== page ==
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CloudUploader My First Bash Script

Published: at 02:20 AM

Moving on with my journey towards the cloud, following the roadmap from LTC, my next challenge was to create a bash script that lets me upload files into a cloud storage solution. For this, I worked with an AWS S3 bucket and the AWS CLI.

One of the first things I did was to lay out the steps the program needs to take to achieve the goal.

  1. Get command line arguments.
  2. Check if the given argument file path exists.
    1. if the file doesn’t exist, throw and error.
  3. Use the AWS CLI to upload the file to a specific bucket.
  4. Display an upload confirmation.

With that outline in mind, I started working.

The first script

The first thing to do was to create a .sh file. To test it out, I did a basic hello world.

echo "Hello World!"

Every bash script must start with #!/bin/bash, this tells the system what interpreter to use when we execute the script.

Running the script printed Hello World! in the terminal. Nice.

Getting command line arguments in bash

To get a command line argument in bash we call the built-in variable $1, this gives us the first argument passed in. If we have more arguments, we simply call $2 and so on and so forth.

As per the requirements for this script, we needed two command line arguments and a way to check if I passed in the required number of arguments.

Thankfully there is a built-in variable called $# which contains the number of arguments we passed in to the script. Combining this with an if statement I did the following.

if [ $# -lt 2 ]
	echo "Usage:"
	echo "clouduploader <source_file> <destination>"

Few things to note:

  1. Whitespaces inside the brackets of an if statement are not optional.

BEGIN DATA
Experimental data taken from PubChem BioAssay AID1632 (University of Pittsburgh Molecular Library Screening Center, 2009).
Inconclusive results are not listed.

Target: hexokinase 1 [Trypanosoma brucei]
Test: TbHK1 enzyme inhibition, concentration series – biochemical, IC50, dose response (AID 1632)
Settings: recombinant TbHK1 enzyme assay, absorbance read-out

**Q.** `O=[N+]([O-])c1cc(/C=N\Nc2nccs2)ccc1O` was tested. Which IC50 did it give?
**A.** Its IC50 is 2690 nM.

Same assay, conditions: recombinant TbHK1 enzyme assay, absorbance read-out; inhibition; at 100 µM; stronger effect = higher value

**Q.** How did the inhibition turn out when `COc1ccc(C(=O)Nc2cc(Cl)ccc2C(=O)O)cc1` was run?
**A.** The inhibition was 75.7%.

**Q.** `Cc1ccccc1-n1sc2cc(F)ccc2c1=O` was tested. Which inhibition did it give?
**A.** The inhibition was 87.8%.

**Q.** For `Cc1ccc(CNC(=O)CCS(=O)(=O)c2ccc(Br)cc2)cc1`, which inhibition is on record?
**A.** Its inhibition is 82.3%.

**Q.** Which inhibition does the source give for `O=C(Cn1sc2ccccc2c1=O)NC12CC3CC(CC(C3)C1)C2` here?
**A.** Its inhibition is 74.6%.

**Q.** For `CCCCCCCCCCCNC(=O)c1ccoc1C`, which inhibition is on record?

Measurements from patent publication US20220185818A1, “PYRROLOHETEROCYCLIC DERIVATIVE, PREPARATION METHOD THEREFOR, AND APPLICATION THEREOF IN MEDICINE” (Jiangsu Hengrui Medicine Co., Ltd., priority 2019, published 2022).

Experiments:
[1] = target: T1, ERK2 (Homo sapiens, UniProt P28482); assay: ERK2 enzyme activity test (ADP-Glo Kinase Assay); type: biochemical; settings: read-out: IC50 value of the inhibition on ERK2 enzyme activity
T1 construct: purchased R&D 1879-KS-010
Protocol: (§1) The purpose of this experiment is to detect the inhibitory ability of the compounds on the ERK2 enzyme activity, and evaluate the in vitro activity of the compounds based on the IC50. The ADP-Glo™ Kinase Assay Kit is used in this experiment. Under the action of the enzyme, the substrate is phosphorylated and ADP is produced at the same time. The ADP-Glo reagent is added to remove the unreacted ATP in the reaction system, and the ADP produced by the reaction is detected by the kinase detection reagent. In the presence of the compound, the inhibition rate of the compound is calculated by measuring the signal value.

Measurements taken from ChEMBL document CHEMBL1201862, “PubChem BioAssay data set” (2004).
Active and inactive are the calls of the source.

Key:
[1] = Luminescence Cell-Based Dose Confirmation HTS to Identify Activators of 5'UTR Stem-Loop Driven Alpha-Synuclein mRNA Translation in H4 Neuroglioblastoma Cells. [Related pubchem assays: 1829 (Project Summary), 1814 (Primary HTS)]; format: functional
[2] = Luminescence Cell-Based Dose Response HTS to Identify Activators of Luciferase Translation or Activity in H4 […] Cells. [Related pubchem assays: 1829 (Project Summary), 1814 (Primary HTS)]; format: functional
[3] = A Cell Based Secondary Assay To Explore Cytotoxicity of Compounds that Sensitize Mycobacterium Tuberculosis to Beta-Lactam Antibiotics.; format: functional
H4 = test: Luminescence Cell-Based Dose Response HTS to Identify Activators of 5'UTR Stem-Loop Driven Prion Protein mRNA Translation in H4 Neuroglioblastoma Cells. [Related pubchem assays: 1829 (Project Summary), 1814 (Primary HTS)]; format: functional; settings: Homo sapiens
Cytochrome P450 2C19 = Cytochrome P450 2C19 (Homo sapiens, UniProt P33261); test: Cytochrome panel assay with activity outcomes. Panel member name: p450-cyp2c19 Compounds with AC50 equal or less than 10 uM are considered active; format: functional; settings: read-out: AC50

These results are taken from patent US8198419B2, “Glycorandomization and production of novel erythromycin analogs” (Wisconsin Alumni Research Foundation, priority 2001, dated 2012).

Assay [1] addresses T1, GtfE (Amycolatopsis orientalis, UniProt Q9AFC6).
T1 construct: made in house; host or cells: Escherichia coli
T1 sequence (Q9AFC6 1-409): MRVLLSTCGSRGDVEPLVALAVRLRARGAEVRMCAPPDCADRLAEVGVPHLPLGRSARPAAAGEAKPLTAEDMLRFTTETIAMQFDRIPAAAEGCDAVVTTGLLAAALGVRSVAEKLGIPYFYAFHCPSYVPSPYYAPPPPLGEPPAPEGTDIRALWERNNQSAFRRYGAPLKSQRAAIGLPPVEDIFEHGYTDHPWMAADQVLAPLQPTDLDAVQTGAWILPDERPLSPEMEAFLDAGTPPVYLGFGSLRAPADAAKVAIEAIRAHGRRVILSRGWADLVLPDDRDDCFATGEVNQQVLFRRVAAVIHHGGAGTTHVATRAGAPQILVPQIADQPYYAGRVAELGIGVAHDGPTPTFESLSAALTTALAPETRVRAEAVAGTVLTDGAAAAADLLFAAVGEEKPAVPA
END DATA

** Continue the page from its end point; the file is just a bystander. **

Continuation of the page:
2. if..else blocks ends with fi.

Checking if file exists

The next step was to check if the file exists or not. For this, I worked with bash for loops, while also making use of another bash built in variable called $@ which contains all the parameters passed to the script. This allowed me to pass any number of arguments and check if all of them are valid file paths.

for argument in "$@"
  if [ "$argument" == "$BASH_ARGV" ]
  if [ ! -f "$argument" ]
    echo "File does not exist."

Another useful built in variable is $BASH_ARGV. As per the bash manual:

An array variable containing all of the parameters in the current bash execution call stack. The final parameter of the last subroutine call is at the top of the stack; the first parameter of the initial call is at the bottom. When a subroutine is executed, the parameters supplied are pushed onto BASH_ARGV.

In line 7, I’m checking if the file doesn’t exist with [ ! -f "$argument"].

Things to note:

  1. for loops start with do and end with done.

Handling the file upload

Now that the file paths are valid, We proceed with the file upload using the AWS CLI.

for argument in "$@"
  if [ "$argument" == "$BASH_ARGV" ]
      echo "Upload complete!"
  aws s3 cp "$argument" "$S3URI"
  if [ $? -eq 1 ]
    echo "Error uploading file."

In this last bit, I’m looping through all the passed in parameters and uploading each file to the S3 bucket with the aws s3 command. For the last bit of the script, to handle possible errors uploading, I used the built-in variable $? to check if the previous command was successful.

Closing thoughts

This relatively simple bash script made me realize the interesting things we can do with bash scripting, here we streamlined a multi-file upload to an Amazon S3 bucket using the AWS CLI. I am now aware of the possibilities of bash scripting.

Down into an automation rabbit hole with bash.

Hope to see you again on my next blog.

Repo Link.